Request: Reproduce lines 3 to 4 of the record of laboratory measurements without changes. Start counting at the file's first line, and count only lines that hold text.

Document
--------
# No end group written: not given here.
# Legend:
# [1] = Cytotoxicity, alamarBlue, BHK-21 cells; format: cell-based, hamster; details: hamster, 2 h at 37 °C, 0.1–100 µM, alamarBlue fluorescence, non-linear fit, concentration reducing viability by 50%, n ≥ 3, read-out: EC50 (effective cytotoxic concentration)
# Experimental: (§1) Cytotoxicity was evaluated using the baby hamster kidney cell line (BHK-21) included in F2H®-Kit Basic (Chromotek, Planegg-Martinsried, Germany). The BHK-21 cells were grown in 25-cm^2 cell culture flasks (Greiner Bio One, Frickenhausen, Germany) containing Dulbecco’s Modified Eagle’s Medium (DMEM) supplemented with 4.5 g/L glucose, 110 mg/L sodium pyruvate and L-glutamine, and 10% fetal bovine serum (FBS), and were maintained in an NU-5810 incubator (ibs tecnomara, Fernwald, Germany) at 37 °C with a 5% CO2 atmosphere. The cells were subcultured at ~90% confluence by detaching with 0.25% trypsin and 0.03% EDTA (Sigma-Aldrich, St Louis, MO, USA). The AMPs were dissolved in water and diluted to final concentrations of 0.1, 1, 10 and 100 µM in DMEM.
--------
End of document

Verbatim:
# [1] = Cytotoxicity, alamarBlue, BHK-21 cells; format: cell-based, hamster; details: hamster, 2 h at 37 °C, 0.1–100 µM, alamarBlue fluorescence, non-linear fit, concentration reducing viability by 50%, n ≥ 3, read-out: EC50 (effective cytotoxic concentration)
# Experimental: (§1) Cytotoxicity was evaluated using the baby hamster kidney cell line (BHK-21) included in F2H®-Kit Basic (Chromotek, Planegg-Martinsried, Germany). The BHK-21 cells were grown in 25-cm^2 cell culture flasks (Greiner Bio One, Frickenhausen, Germany) containing Dulbecco’s Modified Eagle’s Medium (DMEM) supplemented with 4.5 g/L glucose, 110 mg/L sodium pyruvate and L-glutamine, and 10% fetal bovine serum (FBS), and were maintained in an NU-5810 incubator (ibs tecnomara, Fernwald, Germany) at 37 °C with a 5% CO2 atmosphere. The cells were subcultured at ~90% confluence by detaching with 0.25% trypsin and 0.03% EDTA (Sigma-Aldrich, St Louis, MO, USA). The AMPs were dissolved in water and diluted to final concentrations of 0.1, 1, 10 and 100 µM in DMEM.